Battery Swapping: Views of experts on opportunities and challenges

Views of experts on opportunities and challenges

India’s large-scale electric vehicle (EV) adoption is stymied by the lack of charging infrastructure, higher costs of EVs, range anxiety and other impediments. Battery swapping, which involves simply exchanging discharged batteries for charged ones, has the potential to eliminate such challenges. In order to expand the country’s EV and battery market, the Government of India announced its plan to launch a Battery Swapping Policy during Budget 2022-23, followed by the release of a draft policy by NITI Aayog. At a recent webinar organised by Renewable Watch, sector experts discussed the potential of battery swapping models in India and the barriers to their adoption. Edited excerpts…

Atul Arya, Head, Energy System Division, Panasonic India

Atul Arya

In India, the battery swapping industry is at a nascent stage. Therefore, strong opinions for and against the technology can be seen across the industry. The demand for battery swapping can be as high as the number of EVs in the market. Therefore, the draft policy is indeed a welcome step but NITI Aayog needs to ensure that there is a consensus amongst stakeholders such as OEMs, battery manufacturers and battery-as-a-service providers on the standardisation of protocols, size, etc.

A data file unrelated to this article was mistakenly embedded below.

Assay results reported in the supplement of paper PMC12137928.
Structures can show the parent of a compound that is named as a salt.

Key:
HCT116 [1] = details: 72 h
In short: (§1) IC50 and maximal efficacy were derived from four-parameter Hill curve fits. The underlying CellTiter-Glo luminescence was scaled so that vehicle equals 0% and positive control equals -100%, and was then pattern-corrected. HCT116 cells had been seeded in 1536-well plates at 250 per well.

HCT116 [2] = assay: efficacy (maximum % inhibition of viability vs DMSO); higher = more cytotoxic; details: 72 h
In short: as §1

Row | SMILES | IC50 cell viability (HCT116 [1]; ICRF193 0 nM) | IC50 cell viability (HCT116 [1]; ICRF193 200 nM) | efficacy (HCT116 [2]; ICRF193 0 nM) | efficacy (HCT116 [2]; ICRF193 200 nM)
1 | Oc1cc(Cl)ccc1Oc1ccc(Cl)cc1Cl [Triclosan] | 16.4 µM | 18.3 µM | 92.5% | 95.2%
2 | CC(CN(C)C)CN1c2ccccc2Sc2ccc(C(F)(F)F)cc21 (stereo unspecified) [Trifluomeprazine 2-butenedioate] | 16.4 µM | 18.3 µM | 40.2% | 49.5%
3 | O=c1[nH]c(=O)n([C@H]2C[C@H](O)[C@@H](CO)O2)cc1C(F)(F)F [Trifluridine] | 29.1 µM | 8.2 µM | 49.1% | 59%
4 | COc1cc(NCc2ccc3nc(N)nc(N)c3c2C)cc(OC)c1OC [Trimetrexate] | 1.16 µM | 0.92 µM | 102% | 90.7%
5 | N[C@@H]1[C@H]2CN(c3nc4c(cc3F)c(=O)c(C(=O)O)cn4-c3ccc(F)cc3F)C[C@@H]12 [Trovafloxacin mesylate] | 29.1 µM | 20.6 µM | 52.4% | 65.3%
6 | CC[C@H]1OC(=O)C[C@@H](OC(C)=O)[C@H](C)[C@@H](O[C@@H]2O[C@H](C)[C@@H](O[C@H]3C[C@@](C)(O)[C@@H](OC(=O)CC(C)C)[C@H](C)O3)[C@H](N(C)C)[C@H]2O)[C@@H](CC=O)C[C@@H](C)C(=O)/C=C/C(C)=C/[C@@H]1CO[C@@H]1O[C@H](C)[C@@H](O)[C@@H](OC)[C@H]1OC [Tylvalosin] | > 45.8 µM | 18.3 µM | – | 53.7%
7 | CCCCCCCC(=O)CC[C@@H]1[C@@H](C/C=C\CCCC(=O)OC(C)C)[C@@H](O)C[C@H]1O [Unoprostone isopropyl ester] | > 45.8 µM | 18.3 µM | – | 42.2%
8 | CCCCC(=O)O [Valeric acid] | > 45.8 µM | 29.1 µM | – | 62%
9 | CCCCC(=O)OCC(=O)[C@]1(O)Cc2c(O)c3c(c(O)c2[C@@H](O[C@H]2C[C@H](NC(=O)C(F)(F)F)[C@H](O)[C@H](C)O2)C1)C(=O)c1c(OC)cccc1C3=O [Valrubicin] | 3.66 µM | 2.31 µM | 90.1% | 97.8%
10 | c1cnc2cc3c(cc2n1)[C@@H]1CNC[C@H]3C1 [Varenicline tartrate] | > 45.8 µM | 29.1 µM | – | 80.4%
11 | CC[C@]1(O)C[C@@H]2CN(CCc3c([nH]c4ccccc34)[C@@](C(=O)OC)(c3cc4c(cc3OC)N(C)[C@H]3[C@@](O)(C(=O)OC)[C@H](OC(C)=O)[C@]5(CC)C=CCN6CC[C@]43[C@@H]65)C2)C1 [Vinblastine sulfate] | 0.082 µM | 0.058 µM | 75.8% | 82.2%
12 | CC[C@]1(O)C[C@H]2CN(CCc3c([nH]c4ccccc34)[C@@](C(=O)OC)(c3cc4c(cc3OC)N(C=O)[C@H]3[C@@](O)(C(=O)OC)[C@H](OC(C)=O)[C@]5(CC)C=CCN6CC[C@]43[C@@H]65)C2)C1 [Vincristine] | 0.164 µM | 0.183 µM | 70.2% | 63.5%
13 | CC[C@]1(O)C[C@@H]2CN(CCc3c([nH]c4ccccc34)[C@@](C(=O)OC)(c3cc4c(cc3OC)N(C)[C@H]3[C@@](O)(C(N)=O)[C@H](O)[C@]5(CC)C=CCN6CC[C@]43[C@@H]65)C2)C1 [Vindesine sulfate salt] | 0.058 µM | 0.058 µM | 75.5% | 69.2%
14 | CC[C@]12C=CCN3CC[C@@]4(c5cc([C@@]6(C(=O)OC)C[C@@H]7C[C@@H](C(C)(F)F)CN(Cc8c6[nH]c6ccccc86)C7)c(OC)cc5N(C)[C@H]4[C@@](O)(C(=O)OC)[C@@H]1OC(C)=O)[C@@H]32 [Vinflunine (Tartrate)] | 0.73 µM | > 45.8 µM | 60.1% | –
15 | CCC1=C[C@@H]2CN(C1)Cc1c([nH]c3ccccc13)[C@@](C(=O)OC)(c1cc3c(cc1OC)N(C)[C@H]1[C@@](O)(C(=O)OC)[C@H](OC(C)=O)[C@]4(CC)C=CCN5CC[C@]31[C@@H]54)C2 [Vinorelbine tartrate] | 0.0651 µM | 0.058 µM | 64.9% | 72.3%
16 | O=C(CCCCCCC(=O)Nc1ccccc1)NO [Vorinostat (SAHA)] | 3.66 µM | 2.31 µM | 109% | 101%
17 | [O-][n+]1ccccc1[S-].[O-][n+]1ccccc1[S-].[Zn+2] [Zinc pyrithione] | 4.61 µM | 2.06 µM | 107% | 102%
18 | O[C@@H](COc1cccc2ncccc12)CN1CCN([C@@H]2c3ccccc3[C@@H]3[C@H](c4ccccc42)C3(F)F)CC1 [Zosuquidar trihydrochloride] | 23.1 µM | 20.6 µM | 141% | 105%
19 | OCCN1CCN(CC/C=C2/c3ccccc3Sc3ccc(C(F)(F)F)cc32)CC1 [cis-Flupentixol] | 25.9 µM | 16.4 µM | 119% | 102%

The battery costs were expected to go down or remain the same, but this did not happen. On the contrary, we have seen battery prices go up. In this context, battery swapping is key as it will assist in lowering the prices. Another important aspect is safety, considering the recent incidents of batteries catching fire. With battery swa­pping we need to ensure that safety is enhanced, not compromis­ed. In terms of safety sta­ndards, the AIS 156 standard is good enough, but it needs to be implemented well. A safety infrastructure needs to in place and relevant stakeholders ne­ed to be given proper training. Going forward, more clarification is needed regarding liability if a battery catches fire. Apart from batteries, standards are needed for swapping stations. End-of-life management of batteries shou­ld also be a key focus area and sho­u­ld be mandatorily put under recycling.